Come for the Granite, Stay for the Waterfalls
Posted on by Keara Donick
Proof guest blogger Nathanael Billings on his recent Yosemite Trip.
What’s the first thing that comes to your mind when you think about Yosemite National Park? If you’re anything like me, it would be Half Dome, El Capitan, and of course the iconic Tunnel View. A climber’s paradise, these granite monoliths rise thousands of feet above the valley floor and overshadow almost everything around. Indeed, when you first enter the park, the views you’re granted with are striking. You’ve never seen rock come out of the ground like that before.
Everywhere you look there’s something new to be seen. You could drive around the valley 100 times and see a new feature on El Capitan every time. In the midst of seeing these gargantuan granite walls, there’s this sound that your ears can’t escape. The constant and never-ending crash of water… Between the giant walls that encompass Yosemite, waterfalls crash down with such force, the mind can’t comprehend it at times. How can that much water come off of those walls?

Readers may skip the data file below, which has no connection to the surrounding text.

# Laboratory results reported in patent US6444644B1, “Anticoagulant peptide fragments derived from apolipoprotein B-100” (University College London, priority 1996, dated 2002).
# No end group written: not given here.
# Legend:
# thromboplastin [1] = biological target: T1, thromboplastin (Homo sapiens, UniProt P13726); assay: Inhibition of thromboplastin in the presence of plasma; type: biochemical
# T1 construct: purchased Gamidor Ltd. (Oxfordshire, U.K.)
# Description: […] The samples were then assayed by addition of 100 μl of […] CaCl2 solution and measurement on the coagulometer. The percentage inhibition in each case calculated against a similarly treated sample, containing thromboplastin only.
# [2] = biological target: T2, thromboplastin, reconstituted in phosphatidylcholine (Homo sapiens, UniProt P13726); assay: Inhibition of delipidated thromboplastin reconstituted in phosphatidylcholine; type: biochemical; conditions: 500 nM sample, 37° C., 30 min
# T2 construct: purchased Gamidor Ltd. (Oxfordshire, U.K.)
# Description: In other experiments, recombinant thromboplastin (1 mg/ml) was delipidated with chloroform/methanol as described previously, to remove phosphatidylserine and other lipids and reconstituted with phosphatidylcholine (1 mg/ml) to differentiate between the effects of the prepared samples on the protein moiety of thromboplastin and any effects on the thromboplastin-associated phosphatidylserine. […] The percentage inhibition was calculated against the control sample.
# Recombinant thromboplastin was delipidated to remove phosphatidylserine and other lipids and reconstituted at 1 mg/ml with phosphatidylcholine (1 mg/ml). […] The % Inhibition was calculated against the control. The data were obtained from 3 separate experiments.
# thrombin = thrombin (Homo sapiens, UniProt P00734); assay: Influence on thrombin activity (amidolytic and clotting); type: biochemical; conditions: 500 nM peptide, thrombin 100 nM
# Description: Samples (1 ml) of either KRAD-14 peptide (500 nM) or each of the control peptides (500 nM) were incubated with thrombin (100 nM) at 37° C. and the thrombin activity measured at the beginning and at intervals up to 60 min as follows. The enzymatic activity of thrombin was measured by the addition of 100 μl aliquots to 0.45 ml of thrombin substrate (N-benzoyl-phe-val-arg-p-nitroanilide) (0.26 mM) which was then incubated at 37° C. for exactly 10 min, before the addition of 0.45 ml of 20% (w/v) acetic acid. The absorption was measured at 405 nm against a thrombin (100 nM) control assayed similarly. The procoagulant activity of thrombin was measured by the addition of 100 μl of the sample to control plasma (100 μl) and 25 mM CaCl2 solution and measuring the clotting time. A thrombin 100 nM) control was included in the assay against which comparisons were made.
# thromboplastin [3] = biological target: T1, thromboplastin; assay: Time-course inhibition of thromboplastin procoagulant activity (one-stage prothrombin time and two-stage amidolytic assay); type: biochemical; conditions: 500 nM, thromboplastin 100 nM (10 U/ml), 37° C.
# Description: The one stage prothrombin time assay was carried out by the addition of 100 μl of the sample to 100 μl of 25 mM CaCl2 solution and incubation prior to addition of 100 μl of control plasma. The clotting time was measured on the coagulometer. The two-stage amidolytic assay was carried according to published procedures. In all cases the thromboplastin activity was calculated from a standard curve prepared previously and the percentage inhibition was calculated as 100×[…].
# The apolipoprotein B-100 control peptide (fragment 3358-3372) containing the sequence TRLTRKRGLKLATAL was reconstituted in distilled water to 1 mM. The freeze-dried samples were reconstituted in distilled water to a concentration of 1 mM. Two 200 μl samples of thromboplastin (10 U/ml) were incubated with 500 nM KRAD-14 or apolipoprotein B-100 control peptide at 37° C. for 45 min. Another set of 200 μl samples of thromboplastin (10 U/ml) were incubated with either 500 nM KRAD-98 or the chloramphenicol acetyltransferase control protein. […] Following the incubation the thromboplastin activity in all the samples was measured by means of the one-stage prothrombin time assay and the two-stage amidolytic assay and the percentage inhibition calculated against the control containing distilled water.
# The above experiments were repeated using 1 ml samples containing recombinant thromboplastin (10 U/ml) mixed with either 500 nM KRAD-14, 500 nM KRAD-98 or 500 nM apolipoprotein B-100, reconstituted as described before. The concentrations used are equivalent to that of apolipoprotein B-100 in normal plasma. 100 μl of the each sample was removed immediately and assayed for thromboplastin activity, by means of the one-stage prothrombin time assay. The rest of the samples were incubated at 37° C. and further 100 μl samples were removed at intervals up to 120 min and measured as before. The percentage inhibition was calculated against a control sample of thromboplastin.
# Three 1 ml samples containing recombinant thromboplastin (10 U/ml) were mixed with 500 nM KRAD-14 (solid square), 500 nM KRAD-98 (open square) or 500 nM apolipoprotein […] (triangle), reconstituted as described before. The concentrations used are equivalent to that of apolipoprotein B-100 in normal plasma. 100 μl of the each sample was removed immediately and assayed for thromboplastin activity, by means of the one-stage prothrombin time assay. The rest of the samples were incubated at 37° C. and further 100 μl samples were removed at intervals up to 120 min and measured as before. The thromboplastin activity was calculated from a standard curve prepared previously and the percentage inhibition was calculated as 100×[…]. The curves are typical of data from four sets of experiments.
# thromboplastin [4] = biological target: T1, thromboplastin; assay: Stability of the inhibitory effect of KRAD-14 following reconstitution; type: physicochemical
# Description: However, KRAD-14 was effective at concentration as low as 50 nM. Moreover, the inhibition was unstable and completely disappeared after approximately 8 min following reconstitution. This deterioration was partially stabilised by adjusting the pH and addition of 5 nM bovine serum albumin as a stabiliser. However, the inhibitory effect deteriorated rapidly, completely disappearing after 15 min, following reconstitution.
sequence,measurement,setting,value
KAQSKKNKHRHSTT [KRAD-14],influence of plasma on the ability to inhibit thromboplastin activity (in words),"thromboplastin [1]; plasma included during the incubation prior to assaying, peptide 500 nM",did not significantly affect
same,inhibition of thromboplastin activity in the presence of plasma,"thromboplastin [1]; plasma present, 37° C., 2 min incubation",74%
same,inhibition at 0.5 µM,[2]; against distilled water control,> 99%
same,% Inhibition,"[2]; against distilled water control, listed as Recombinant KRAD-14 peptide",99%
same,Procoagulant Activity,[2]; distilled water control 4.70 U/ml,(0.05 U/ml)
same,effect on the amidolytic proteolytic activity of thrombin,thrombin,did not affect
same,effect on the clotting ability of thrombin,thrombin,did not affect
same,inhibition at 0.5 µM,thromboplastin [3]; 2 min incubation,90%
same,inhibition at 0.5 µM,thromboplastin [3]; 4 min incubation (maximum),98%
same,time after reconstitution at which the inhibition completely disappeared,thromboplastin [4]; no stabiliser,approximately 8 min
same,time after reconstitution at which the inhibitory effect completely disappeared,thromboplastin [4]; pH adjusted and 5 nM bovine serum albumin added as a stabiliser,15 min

Yosemite and Bridalveil Fall are easily the most well-known waterfalls in the park. Rightfully so, they’re the two that are impossible to miss. In the spring-time dozens and dozens of new waterfalls careen off of the granite walls. Then there is the Mist Trail with Vernal and Nevada falls. A little smaller but just as impressive. In fact more so, because they’re a size your mind can understand. Looking at Yosemite falls, it doesn’t even seem real. You have to stand so far away to even see the whole thing and the sense of scale is nearly lost. On the Mist Trail though, you’re right in the face of these powerful falls.
For five days, we wandered through the rainy and wet Yosemite Valley. So rainy in fact, that my camera succumbed to the moisture… No real plan and a few times confined indoors from torrential rain, it was a humbling experience being surrounded by so much beauty. It’s a place that has long lasting effects on who you are as a person. While most people headed home during the rain, we stuck it out and what we experienced was something almost as unique as the park itself. If you ever get the chance to go to Yosemite during the rainy season I have one word for you… GO!